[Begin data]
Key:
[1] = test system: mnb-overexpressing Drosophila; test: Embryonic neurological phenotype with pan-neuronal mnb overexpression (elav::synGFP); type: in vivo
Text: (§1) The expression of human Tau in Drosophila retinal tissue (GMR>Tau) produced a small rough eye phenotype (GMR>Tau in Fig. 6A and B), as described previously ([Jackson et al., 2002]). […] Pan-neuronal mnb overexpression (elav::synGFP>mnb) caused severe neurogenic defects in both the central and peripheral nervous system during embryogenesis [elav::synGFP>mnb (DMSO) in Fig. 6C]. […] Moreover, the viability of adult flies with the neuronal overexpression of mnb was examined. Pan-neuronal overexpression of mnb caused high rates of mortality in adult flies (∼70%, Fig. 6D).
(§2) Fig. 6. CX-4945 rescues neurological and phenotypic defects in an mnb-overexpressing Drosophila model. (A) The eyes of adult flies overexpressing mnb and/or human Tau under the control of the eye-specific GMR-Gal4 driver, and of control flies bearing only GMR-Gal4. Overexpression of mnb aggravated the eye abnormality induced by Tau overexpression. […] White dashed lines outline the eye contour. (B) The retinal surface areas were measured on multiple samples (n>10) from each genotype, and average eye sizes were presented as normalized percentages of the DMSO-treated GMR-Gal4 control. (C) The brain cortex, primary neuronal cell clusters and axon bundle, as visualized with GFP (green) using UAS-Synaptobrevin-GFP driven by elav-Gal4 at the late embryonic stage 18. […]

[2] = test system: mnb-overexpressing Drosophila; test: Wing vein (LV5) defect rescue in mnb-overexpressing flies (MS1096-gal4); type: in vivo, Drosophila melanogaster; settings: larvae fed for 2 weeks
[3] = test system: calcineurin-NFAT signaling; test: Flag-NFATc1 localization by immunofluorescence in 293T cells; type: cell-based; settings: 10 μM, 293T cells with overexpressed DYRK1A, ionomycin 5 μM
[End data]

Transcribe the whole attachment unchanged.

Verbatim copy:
Key:
[1] = test system: mnb-overexpressing Drosophila; test: Embryonic neurological phenotype with pan-neuronal mnb overexpression (elav::synGFP); type: in vivo
Text: (§1) The expression of human Tau in Drosophila retinal tissue (GMR>Tau) produced a small rough eye phenotype (GMR>Tau in Fig. 6A and B), as described previously ([Jackson et al., 2002]). […] Pan-neuronal mnb overexpression (elav::synGFP>mnb) caused severe neurogenic defects in both the central and peripheral nervous system during embryogenesis [elav::synGFP>mnb (DMSO) in Fig. 6C]. […] Moreover, the viability of adult flies with the neuronal overexpression of mnb was examined. Pan-neuronal overexpression of mnb caused high rates of mortality in adult flies (∼70%, Fig. 6D).
(§2) Fig. 6. CX-4945 rescues neurological and phenotypic defects in an mnb-overexpressing Drosophila model. (A) The eyes of adult flies overexpressing mnb and/or human Tau under the control of the eye-specific GMR-Gal4 driver, and of control flies bearing only GMR-Gal4. Overexpression of mnb aggravated the eye abnormality induced by Tau overexpression. […] White dashed lines outline the eye contour. (B) The retinal surface areas were measured on multiple samples (n>10) from each genotype, and average eye sizes were presented as normalized percentages of the DMSO-treated GMR-Gal4 control. (C) The brain cortex, primary neuronal cell clusters and axon bundle, as visualized with GFP (green) using UAS-Synaptobrevin-GFP driven by elav-Gal4 at the late embryonic stage 18. […]

[2] = test system: mnb-overexpressing Drosophila; test: Wing vein (LV5) defect rescue in mnb-overexpressing flies (MS1096-gal4); type: in vivo, Drosophila melanogaster; settings: larvae fed for 2 weeks
[3] = test system: calcineurin-NFAT signaling; test: Flag-NFATc1 localization by immunofluorescence in 293T cells; type: cell-based; settings: 10 μM, 293T cells with overexpressed DYRK1A, ionomycin 5 μM